“Please can I bring my bow? What if a deer comes close enough? If it’s under 15 yards, can I take the shot?” It’s September 2014 and opening day of Maryland’s deer season. I have been practicing with my bow for months, learning how to stand, aim and shoot properly. Wes rolls his eyes and begrudgingly agrees to let me bring my bow to the stand. So that afternoon, our friend Larry pulls into the driveway and meets us in the front yard before heading back to the tree stands Wes had set up.
We wade through the tall grass, my Darton youth bow in my hand, and arrive at the tree where the stands are. I show Larry the property lines and he sets off to find a place to sit. We climb into our stands and settle in, completely unaware that our sit wouldn’t be as long as we thought it would. We see 2 does walking towards the tree line as Wes pulls out his rangefinder. “30 yards. Too far.” Resting my back against the truck of the tree, we wait in hopes that these does will return.
The evening wears on and soon we hear movement in the brush. Looking towards the source of the noise, I see the does. They walk along the edge of the garden, meandering their way towards us. After ranging the doe, Wes gives the command to stand up and slowly draw my bow back. I mimic his actions, placing my pin on her vitals and waiting for the green light. Before I know it, I hear a whoosh as Wes’ arrow leaves his bow and passes through the doe at 17 yards. I follow the deer with my eyes to see where she went before we climb down out of the stands.
My heart is racing, my hands are shaking, and I can barely contain my excitement. Wes comes over to me, bloody arrow in hand, he’s breathing heavily as well. “What did you think about that?” I can barely process what just happened, but I know the feeling is something I want to experience again. “Can I shoot the next one?” are the words that flowed out of my mouth. I was hooked and I couldn’t get enough.
Two years later and I’m in full camo sitting out in a mosquito infested field on Wye Island. I had upgraded my bow to a Mission Craze II. I’m crawling on my hands and knees through the wet grass, trying to reach the corner where I can set up near a little buck I had spotted across the field. Waiting for this buck to come closer, I sit down and before I realize it, I am completely surrounded by deer! There are five or six behind me, two small bucks across the field, and five or six deer on the long end of the field. That doesn’t include the small buck and two does standing right in front of me.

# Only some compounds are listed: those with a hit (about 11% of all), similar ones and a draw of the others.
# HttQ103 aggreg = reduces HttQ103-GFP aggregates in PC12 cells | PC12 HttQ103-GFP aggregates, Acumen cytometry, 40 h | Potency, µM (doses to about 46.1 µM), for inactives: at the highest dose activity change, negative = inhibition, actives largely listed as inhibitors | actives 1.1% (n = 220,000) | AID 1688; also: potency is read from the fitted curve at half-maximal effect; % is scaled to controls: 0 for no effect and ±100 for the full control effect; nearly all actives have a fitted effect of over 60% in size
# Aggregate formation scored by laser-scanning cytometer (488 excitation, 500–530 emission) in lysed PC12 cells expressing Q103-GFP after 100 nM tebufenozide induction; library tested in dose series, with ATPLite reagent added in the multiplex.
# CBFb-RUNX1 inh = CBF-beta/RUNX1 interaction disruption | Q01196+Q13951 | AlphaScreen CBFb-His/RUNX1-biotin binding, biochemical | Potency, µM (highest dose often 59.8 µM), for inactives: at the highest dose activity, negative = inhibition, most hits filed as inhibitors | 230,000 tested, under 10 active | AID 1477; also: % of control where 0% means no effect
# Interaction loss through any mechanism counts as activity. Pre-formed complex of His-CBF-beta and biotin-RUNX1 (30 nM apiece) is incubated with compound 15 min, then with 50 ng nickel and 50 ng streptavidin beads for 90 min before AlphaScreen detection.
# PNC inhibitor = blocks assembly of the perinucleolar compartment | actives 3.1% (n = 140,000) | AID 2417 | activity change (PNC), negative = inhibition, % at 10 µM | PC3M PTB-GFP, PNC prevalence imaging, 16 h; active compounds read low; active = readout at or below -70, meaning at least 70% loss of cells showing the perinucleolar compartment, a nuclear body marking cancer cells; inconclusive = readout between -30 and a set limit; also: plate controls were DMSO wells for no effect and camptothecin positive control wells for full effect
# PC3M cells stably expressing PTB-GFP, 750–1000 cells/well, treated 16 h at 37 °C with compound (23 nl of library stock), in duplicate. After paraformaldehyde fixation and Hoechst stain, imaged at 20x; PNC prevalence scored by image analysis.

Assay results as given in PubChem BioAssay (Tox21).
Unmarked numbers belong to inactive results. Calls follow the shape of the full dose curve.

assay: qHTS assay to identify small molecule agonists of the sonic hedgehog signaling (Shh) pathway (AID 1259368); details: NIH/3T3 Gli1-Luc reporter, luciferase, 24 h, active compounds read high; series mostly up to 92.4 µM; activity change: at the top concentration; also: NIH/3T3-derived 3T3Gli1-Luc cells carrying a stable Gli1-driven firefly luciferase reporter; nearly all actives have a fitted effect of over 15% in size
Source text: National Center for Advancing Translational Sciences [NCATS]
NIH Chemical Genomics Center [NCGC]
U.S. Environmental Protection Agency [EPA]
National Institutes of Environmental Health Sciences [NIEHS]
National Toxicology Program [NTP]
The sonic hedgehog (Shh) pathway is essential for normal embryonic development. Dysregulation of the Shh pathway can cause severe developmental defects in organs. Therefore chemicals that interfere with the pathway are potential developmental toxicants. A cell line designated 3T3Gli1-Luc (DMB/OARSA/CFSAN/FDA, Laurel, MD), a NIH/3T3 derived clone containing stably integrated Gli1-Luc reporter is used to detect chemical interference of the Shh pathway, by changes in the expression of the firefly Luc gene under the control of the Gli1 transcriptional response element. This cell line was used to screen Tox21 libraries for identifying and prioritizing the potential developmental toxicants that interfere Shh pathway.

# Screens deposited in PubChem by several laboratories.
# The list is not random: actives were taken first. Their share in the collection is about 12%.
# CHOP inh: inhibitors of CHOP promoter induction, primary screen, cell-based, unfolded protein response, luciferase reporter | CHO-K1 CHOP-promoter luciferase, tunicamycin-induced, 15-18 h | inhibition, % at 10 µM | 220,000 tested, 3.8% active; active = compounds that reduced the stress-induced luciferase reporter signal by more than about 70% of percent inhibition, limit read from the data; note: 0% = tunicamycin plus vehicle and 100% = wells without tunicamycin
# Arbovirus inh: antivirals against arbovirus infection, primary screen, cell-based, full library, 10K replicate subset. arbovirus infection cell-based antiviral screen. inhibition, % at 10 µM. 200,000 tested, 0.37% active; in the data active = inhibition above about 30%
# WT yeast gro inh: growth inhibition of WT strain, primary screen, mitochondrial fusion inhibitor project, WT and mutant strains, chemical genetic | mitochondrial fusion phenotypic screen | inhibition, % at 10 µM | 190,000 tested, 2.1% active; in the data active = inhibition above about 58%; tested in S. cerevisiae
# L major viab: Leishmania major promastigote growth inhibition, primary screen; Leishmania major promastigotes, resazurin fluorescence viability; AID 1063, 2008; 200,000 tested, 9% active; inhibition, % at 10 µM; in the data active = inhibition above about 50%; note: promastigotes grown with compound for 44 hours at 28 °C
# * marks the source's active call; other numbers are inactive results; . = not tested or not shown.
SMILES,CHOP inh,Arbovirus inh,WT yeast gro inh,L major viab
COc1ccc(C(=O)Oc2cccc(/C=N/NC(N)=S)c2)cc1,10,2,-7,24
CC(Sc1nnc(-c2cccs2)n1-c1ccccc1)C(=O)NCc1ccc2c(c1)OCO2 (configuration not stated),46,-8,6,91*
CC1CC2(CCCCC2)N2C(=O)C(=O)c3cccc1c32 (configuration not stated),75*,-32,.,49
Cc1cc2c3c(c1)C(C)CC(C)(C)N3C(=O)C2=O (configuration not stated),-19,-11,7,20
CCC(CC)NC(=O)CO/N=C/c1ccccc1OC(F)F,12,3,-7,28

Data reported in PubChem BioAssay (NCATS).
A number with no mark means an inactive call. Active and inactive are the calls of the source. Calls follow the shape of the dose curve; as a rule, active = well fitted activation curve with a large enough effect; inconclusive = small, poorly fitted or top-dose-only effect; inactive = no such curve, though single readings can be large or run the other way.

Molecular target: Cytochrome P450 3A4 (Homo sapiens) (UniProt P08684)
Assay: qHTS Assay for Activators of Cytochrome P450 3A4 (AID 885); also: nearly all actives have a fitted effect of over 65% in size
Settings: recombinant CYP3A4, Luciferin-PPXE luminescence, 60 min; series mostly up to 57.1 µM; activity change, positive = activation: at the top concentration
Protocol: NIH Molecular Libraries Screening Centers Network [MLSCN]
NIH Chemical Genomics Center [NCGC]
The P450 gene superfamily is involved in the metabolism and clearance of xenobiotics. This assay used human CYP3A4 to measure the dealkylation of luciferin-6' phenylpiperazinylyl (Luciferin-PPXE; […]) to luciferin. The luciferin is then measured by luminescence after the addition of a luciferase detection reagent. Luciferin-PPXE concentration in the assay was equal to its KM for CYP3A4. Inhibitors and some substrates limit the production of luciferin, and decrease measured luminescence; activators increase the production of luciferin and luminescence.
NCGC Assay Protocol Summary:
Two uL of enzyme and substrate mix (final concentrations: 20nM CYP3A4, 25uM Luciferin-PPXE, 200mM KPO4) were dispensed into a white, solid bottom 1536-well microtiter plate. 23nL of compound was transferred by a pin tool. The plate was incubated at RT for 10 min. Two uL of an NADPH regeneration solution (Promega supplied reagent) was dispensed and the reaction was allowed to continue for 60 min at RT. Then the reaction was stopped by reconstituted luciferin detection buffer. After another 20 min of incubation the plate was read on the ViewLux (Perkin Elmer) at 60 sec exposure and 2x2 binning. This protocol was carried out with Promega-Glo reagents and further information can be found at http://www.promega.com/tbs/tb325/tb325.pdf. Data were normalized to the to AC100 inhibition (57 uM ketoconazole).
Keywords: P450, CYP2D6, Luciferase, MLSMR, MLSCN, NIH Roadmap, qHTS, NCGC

I finally have my chance! I’ve been trying to shoot a deer for 2 years and I am finally going to take a shot. I set myself up, bow at the ready, and start drawing back while keeping my eye on the doe in front of me. As soon as I’m at full draw, I rise to my knees and settle my pin on her vitals. Without a rangefinder, I have to take an estimated guess about her distance. With my 20-yard pin hovering over her heart, my finger touched the trigger on the release and sent my arrow flying towards the deer.
I had underestimated the distance. She was 25 yards, not 20. It didn’t end terribly; my 100-grain NAP HellRazor broadhead stuck between her ribs, twisting as she ran away. The arrow turned her lung into mush. After she disappeared into the woods, I waited a few hours before getting out of the tall grasses and spooking the other deer. I walked out to where she stood when the arrow pierced her lung and didn’t find a single drop of blood. Searching for hours, I couldn’t find any blood, so I headed back to my truck to drop some supplies off and get something to drink.
After casing the field again, I found the tiniest drop of blood and started following the trail into the woods. I found my doe, bedded down with my arrow still trapped between her ribs. She was dead already so I knew I wouldn’t scare her when I started shouting my excitement! I pulled my selfie stick from my pack, took a few pictures and then sat down in the woods to call Wes.
“I found her! I did it! I shot my first deer!” I barely contained my excitement, until I realized what the next step would be. I had to field dress this animal. I had never done that on a deer. Bunnies, chickens, other small critters, yes. A large doe that weighed more than me? No. Wes walked me through the process using a speaker phone. It took a while, but I finished the job and started dragging her out.
Little did I know that one fateful September day was going to change the course of my life. I have since grown my social media following and built friendships with amazing people in the outdoor industry. I can’t wait to see where my journey takes me next and I hope you’ll follow along!
About the author: Kat Haas is a writer and YouTuber who loves all aspects of the outdoor life. An avid Maryland based hunter and shooter, you can find more from her at Kat Haas Outdoors. Have a story to share? Let us know!